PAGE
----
Below I flag a couple of key passages and sections from my 1999 paper, relevant to these theses; again, the view has undergone some refinement in my later work (e.g., I now formulate the proper subset condition in terms of token powers, on a given occasion).
In my 1999 paper, I started by motivating, by attention to the problem of mental (more generally, higher-level) causation, the need for all varieties of physicalism to impose the following condition on causal powers:
Condition on Causal Powers (CCP): Each individual causal power associated with a supervenient property is numerically identical to a causal power associated with its base property.
I said, after having discussed how robust (British) emergentists would likely respond to the problem:
The emergentist response to the possibility of mental causal overdetermination is to deny that the physical is causally closed [...] and to assert that mental properties have causal powers not possessed by any physicalistically acceptable base properties. Physicalists committed to the causal efficacy of mental properties, as well as to the thesis that mental properties are “nothing over and above” mental properties (that is, most physicalists) cannot take the emergentist route. They cannot allow that mental properties have any causal powers that are completely different from their physicalistically acceptable base properties (this violates physicalism), nor can they allow that mental properties have the same, but still numerically distinct, causal powers as their base properties (this leads to causal overdetermination). The remaining option for such physicalists is to hold, in contrast to emergentists, that every individual causal power of a mental property is identical to a causal power of a physicalistically acceptable base property. (As will be made clear later, this restriction does not entail that mental properties are identical to their base properties.) (41)
I then went on to note that imposition of CCP was compatible with a distinctively non-reductive physicalist account of the relation at issue, if the powers of the higher-level feature were a proper subset of those of the lower-level feature:
Conceiving of a physicalist supervenience in terms of causal powers would do more than allow physicalists to determinine whether a given property superdupervened on another. It would also provide a blueprint for non-reductivists to establish that a given supervenient property was distinct from its base property, by showing that the base property had (one or more) different causal powers than the supervenient property. In this case the set of causal powers associated with the supervenient property would be a proper subset of the set of causal powers associated with the base property, thus providing a clear-cut account (which has too often been lacking) of how a higher-level (say, mental) property could be distinct from, and yet “nothing over and above”, a lower-level physicalistically acceptable property.[Footnote: This observation is due to Michael Watkins, who used it (in John Heil’s 1996 NEH seminar in the Metaphysics of Mind) in service of a non-reductive physicalist solution to the problem of mental causation.] Attention to causal powers would also go some distance towards enabling physicalists to establish that a given property was multiply realizable, by showing that the causal powers associated with a given supervenient property were subsets, proper or improper, of the causal powers of properties in more than one supervenience base set. If we are looking for markers that can do some metaphysical work, causal powers seem to be just the ticket. (45)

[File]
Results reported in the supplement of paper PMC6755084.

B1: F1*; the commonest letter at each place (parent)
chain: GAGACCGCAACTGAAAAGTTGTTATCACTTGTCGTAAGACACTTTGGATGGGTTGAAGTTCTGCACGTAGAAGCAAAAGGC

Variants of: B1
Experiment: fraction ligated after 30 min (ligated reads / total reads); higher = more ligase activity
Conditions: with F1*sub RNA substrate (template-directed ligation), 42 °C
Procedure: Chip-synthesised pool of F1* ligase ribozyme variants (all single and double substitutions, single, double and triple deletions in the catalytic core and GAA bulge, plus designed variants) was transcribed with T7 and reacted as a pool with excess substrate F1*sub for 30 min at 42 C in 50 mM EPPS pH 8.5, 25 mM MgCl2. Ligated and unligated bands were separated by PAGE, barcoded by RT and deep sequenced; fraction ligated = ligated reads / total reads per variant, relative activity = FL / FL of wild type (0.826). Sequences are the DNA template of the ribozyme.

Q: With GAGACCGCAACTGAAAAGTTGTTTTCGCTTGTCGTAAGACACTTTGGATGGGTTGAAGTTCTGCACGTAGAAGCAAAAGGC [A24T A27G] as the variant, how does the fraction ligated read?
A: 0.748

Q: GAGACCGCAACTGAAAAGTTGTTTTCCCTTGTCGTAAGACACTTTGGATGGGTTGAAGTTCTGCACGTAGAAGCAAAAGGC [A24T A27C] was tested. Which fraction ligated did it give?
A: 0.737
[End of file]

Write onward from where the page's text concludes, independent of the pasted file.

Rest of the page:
Finally, I considered three non-reductive physicalist accounts of the realization relation, and argued that the relation in each case arguably satisfies the condition on powers in question, including Yablo’s (1992) suggestion that higher-level features are determinables of physical determinates, Pettit’s (1995) account of physicalism and associated ‘dot-shape’ analogy, and Shoemaker’s (unpublished) account of realization as one that, in virtue of Shoemaker’s causal account of properties, can explicitly incorporate the proper subset condition.